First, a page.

encouragement, support, visions and humor.
Cyndee
and
To my family, especially my 5 granddaughters: Riley, Avery, Ellie, Maggie, and Callie.
JudiPreface
The study of nutrition is an interesting and rewarding topic for dental hygiene
students, not only as it relates to patient education, but also for how it can affect the
dental hygienist's own health. The D ental H ygienist's G uide to N utritional Care is
designed to show both dental hygiene students and practicing professionals how to
apply sound nutrition principles when assessing, diagnosing, planning,
implementing, and evaluating the total care of patients, as well as to help them
contribute to the nutritional well-being of patients. The Academy of N utrition and
D ietetics, American D ental H ygienists' Association and American D ental Associatio n each
recognize nutrition as an integral component of oral health. The dental professional
should be able to assess the oral cavity in relation to the patient's nutrition, dietary
habits, and overall health status. A holistic approach to dietary management of a
disease by all members of the healthcare team is especially appropriate to coordinate
managed health care.
S ince the subject of nutrition is a top priority in today's world, the consumer is
challenged to comprehend and apply the overwhelming amount of nutritional
information that can be confusing and conflicting. A s the health source that patients
may see most often, the dental professional should be able to knowledgeably and
authoritatively discuss nutritional practices with his or her patients or provide
appropriate referrals as needed.
New to This Edition
I n this expertly revised edition you will find information on the most recent
developments in the field including:
• 2010 Dietary Guidelines for Americans and MyPlate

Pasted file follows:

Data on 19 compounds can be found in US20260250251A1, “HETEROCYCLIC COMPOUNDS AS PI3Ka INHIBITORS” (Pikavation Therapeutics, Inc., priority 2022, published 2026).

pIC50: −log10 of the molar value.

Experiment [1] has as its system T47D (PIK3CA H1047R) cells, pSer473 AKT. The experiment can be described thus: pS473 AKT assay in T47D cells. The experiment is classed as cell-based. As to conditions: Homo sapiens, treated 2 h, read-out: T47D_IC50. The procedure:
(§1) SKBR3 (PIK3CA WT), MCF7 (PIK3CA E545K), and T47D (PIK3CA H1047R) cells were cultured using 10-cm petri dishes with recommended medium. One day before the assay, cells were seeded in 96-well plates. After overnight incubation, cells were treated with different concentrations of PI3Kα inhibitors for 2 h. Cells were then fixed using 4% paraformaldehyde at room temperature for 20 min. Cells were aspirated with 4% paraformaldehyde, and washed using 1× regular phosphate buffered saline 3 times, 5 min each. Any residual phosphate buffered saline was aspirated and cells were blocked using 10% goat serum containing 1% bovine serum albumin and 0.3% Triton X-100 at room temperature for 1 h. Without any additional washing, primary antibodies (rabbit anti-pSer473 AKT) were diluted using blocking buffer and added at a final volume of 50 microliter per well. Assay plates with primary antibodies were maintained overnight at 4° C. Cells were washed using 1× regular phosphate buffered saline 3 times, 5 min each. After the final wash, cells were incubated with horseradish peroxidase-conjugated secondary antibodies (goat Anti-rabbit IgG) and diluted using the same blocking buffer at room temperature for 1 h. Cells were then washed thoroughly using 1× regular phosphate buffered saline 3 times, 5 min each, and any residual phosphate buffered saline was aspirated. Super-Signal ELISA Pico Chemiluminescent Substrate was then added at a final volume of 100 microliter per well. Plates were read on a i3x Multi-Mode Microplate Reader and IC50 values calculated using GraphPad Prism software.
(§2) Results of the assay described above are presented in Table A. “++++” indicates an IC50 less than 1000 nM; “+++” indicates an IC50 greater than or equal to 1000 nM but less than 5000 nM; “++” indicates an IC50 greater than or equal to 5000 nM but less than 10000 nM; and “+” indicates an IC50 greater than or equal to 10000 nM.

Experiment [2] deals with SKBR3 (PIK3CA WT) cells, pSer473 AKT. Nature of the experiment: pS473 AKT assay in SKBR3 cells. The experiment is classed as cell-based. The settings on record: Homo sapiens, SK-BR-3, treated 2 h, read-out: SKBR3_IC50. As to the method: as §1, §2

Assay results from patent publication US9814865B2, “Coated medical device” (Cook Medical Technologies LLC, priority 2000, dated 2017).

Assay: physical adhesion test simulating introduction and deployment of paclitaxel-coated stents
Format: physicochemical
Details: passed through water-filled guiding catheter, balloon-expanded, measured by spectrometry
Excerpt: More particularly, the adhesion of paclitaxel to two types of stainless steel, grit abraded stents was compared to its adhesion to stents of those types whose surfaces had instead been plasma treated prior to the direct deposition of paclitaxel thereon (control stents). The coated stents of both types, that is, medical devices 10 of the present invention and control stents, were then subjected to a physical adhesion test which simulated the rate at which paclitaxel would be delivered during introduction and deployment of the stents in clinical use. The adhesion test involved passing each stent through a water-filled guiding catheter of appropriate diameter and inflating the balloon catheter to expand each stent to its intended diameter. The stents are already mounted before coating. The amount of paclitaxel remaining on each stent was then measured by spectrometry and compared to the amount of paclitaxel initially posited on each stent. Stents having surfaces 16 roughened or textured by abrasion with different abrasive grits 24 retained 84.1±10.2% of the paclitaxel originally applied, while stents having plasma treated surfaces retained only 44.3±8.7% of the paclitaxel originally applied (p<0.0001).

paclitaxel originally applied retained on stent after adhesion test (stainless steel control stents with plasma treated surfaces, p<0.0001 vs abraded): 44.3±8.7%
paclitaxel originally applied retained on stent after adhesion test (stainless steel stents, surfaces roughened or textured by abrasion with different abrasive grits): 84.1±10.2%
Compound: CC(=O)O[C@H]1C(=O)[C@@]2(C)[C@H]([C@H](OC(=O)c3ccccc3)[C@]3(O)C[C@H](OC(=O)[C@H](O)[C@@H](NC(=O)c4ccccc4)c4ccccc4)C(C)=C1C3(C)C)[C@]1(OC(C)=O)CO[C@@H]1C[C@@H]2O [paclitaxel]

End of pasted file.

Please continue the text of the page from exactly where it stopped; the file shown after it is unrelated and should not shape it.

• Role of biochemistry in dental hygiene and nutrition with an expanded version
located in Evolve
• Recent research surrounding vitamin D, a prevalent vitamin deficiency in the United
States
• Recent research on Recommended Dietary Allowance (RDA) and Tolerable Upper
Intake Level (UL) for calcium
• Health Applications in all chapters: Gluten, Human Papillomavirus, Genetically
Modified Foods, Smoking Cessation and Health Literacy
• Motivational Interviewing for effectively communicating nutrition information to
dental patients
A lso included with the fourth edition is the addition of new and expanded Evolve
resources. A complete listing of the material available on Evolve can be found in the
About Evolve section of the preface.
OrganizationOrganization
Part I, Orientation to Basic Nutrition ,deals with basic principles of nutrition. A basic
understanding of fundamental nutrition facts enables the dental hygienist to make
wise judgments about eating habits, educate patients about needed dietary changes,
and evaluate the flood of new information available. N utrient deficiencies and
excesses are addressed in sections entitled Hyper-States and Hypo-States, terms that
are more congruent with real-life occurrences. Chapters addressing vitamins and
minerals are arranged separately to cover the specific nutrients involved in oral
calcified structures or oral soft tissues. A new chapter, Concepts in Biochemistry,
introduces a basic understanding of biochemistry, the foundation for understanding
and applying principles of nutrition. This chapter serves as a valuable resource
throughout the textbook.
Part II, Considerations of Clinical Nutrition, addresses problems specifically
involved in the application of basic nutrition principles through the lifespan and
within ethnic groups. This helps the dental hygienist to recognize that food choices
different from his or her own food pa2 erns may actually be nutritionally healthy. By
approaching any necessary modifications with sensitivity and respect, patients are